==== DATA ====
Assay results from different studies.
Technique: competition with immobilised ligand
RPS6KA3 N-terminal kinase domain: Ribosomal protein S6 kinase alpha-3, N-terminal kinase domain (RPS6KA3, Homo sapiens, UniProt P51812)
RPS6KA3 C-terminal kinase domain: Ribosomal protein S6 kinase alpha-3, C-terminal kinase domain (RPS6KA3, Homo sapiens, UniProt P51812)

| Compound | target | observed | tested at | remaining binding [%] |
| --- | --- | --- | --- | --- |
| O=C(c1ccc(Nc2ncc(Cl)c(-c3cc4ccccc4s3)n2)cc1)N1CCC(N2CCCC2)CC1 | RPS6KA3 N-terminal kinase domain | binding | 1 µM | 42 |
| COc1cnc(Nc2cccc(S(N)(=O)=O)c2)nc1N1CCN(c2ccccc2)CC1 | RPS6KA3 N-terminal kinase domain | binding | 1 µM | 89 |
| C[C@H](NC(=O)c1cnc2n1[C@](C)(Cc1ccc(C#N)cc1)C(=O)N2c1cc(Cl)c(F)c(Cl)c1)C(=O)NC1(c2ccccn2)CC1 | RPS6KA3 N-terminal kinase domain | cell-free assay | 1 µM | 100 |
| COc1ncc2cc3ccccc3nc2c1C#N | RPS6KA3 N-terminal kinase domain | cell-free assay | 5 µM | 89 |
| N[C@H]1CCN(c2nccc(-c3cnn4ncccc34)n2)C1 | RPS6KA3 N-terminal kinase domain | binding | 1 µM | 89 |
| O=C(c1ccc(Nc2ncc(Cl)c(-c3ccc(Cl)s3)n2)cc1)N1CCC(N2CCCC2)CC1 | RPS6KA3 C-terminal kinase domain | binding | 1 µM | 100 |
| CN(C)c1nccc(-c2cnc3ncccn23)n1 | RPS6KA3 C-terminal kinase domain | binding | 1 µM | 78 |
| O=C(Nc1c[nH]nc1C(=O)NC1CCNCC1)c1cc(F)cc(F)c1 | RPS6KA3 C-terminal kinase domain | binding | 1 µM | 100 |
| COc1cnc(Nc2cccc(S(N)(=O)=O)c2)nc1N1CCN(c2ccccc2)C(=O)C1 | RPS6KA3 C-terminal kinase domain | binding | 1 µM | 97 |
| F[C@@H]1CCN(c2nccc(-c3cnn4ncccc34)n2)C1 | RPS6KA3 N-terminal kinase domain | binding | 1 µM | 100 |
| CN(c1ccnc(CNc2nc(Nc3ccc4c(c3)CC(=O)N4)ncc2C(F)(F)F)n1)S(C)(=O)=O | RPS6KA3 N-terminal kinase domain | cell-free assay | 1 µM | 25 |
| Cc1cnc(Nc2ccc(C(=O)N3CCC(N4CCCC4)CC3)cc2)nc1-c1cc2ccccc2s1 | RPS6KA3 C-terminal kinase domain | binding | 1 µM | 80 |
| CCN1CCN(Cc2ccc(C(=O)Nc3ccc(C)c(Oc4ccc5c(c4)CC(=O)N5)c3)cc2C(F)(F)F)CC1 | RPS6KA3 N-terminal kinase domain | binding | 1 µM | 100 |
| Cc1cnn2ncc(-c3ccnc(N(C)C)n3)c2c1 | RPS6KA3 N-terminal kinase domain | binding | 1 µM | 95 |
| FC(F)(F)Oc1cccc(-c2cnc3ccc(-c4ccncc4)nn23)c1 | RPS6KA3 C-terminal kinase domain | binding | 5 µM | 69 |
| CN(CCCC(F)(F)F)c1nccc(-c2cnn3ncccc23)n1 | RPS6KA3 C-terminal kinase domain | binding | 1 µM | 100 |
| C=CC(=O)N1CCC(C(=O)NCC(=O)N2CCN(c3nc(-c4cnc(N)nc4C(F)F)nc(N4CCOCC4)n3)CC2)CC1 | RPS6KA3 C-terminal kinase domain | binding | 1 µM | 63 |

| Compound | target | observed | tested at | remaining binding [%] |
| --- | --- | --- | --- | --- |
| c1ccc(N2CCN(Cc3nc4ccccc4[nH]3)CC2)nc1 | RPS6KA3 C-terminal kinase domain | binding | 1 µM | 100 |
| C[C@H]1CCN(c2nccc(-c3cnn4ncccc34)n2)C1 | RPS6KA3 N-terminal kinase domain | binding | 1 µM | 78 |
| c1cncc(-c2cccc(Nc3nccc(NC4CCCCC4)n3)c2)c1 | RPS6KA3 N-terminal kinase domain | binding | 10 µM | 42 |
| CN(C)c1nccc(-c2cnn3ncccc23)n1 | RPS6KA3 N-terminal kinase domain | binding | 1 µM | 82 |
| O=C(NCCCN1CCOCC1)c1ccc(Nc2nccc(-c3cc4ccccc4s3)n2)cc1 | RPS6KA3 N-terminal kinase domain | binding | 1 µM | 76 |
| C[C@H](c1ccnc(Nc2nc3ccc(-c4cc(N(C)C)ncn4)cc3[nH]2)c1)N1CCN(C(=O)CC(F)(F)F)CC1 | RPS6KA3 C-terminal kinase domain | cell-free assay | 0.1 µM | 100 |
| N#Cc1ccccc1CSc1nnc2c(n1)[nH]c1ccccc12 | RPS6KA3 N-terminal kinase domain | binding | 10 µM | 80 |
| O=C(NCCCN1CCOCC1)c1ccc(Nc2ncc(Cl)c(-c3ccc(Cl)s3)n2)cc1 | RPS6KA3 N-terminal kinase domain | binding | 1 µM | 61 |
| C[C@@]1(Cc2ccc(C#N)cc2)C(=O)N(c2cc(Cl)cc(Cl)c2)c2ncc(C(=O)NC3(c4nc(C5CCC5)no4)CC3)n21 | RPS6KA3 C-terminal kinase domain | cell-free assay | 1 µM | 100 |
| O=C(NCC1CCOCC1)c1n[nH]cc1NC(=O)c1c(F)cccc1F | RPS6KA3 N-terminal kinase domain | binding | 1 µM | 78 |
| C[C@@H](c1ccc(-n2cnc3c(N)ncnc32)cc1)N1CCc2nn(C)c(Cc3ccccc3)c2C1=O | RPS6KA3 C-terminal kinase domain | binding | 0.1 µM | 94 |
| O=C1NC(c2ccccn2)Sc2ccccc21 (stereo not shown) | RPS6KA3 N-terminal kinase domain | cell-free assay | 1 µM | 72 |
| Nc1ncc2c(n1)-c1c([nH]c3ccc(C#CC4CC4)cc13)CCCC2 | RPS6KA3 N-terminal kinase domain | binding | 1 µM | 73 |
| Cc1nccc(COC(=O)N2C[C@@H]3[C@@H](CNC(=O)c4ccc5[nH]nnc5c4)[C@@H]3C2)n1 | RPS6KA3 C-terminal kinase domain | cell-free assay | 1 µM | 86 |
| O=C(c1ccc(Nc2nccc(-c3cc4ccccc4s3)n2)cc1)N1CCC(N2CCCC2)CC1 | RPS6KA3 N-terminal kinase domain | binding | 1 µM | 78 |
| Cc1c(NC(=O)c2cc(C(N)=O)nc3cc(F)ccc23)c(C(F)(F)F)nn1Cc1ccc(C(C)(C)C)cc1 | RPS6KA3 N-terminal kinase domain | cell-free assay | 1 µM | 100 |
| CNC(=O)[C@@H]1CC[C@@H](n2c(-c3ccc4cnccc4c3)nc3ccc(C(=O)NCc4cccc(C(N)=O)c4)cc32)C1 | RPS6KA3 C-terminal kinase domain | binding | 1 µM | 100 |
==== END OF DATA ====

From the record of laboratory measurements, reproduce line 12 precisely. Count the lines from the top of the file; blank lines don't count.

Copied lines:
| O=C(c1ccc(Nc2ncc(Cl)c(-c3ccc(Cl)s3)n2)cc1)N1CCC(N2CCCC2)CC1 | RPS6KA3 C-terminal kinase domain | binding | 1 µM | 100 |